Path To Personalization: Better Models & Better Tests

Gene Wilhoit recently said, “We’ve given up on schooling; we need to shift to systems that enable high-quality learning and educational opportunity for all.” Gene describes three critical attributes of a system of personalized learning:

    1. Clear, high expectations: for the knowledge, skills, and dispositions necessary for success in college and careers;
    2. Competency-based education: demonstrating learning through meaningful assessment; accountability for the learner and those who support the learner.
    3. Customized pathways: anytime, anywhere learning opportunities with comprehensive supports.

Wilhoit’s vision is focused on the student learning experience: what is learned, how it’s learned, where learning happens, how learning is demonstrated, and how learning is credentialed. The former head of the Council of Chief State School Officers (CCSSO) said teachers deserve professional development and resources equal to the challenge.

Wilhoit leads the National Center for Innovation in Education at the University of Kentucky. With his colleagues Linda Pittenger and Carmen Coleman, Wilhoit led a discussion on Monday about the ways that technology is improving formative assessment and the opportunity that it creates to rethink big year-end tests.

The trio embraced a broader set of outcomes, then tested subjects. Gene said, “It is how one applies knowledge that makes the difference of success and failure.” (See a discussion of What High School Graduates Should Know And Be Able To Do for a summary of Coleman’s work in Danville, Kentucky).

With Linda-Darling Hammond, Wilhoit’s vision for a new system is laid out in their August paper, Accountability for College and Career Readiness: Developing a New Paradigm. Gene outlined the next-gen system vision at the iNACOL Symposium.


Wilhoit thinks there are about 15 states ready to adopt a forward leaning accountability system. Anti-testing sentiment and red state frustration with federal intervention could make the number of states ready to move even higher, especially with a one or two lead states that show the way.

Student-centered hunch. As recently noted, it’s noteworthy that student-centered learning is the new sector hypothesis. Twenty years ago aligned instruction was the big bet, and NCLB doubled down on that bet with year end tests for age cohorts. As noted last month, it’s easy to say that managed instruction is old school and digital learning is the future. But this debate is worth unpacking. The lack of alignment of instruction and assessment, as well as schedule, structure, and support services is a huge problem in education. It leads to poor student performance and frustration on the part of educators.

Rather than alignment around an age cohort, the new bet is alignment around every student,  individual learning progressions that leverage student interests.

Dan Ingvarson, who has been working with Australia’s National Schools Interoperability Program, and now runs his own Education Technology Consulting firm ( said, “I have seen digital and non-digital point solutions, which cause change, but not at scale,” noting the presence of many barriers and constraints in the traditional system in both countries.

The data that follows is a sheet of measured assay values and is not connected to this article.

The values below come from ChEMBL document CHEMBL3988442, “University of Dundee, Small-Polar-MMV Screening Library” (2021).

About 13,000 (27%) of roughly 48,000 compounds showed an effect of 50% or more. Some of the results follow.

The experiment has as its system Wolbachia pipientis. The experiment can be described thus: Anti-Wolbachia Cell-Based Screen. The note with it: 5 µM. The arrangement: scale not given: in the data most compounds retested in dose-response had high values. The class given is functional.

Bror Saxberg, Kaplan Inc. CLO, said student-centered learning is not just about differentiating levels, it’s personalization around motivation, a topic that warrants more primary research.

In Getting Smart (2011), I argued that customization would lead to productivity (more learning per hour) and improved motivation would lead to more time learning. We opened Smart Cities (2014) with a description of next generation learning, which is blended, personalized, and competency-based. Early models and trials suggest this direction is promising.

The emerging vision (e.g., Nellie Mae’s student-centered, Hewlett’s deeper learning) is a hunch that student agency will produce better education outcomes. It suggests more student-control over path and more more interest-driven learning. Acton Academy and Big Picture Learning are relatively low tech versions of student-centered learning. Summit Public Schools is more of an engineered solution with a pedagogy mixing playlists and projects.

Some experts consider the regime of standardized testing to be the primary barrier to more student-centered learning. But Joel Rose, New Classrooms, said, “This is not an accountability challenge, this is a design challenge.” Saxberg agreed on the need for more design engineered solutions (i.e. defined outcomes and learner experiences supported by a learning platform which facilitates individual learning progressions). “The barrier is R&D,” according to Rose who thinks philanthropic and impact investors should invest in more next generation learning models.

A Path Forward

Wilhoit complimented the state consortia on the development of better summative assessments. However, it’s ironic that consortia delivered better but bigger tests in the school year likely to go down as the beginning of the end of big summative. The protest over longer tests comes at a time when it’s increasingly clear that good schools know how every student is doing in every subject every day.